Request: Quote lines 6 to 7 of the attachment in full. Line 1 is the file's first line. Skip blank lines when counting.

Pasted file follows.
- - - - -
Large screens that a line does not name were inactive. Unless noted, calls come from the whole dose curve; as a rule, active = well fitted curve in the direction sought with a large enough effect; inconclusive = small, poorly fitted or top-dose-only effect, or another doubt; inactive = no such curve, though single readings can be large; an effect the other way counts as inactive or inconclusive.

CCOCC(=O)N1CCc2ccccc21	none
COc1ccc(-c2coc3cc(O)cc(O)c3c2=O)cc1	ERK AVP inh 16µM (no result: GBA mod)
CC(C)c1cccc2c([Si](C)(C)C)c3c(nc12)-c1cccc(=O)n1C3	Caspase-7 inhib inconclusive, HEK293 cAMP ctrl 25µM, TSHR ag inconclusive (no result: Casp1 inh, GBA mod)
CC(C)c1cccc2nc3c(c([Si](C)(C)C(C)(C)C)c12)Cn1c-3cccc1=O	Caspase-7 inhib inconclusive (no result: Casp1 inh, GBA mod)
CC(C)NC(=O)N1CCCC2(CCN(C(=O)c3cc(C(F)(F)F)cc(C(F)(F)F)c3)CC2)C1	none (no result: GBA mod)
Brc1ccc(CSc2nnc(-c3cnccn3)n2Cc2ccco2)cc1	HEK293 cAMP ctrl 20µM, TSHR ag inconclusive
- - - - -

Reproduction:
CC(C)NC(=O)N1CCCC2(CCN(C(=O)c3cc(C(F)(F)F)cc(C(F)(F)F)c3)CC2)C1	none (no result: GBA mod)
Brc1ccc(CSc2nnc(-c3cnccn3)n2Cc2ccco2)cc1	HEK293 cAMP ctrl 20µM, TSHR ag inconclusive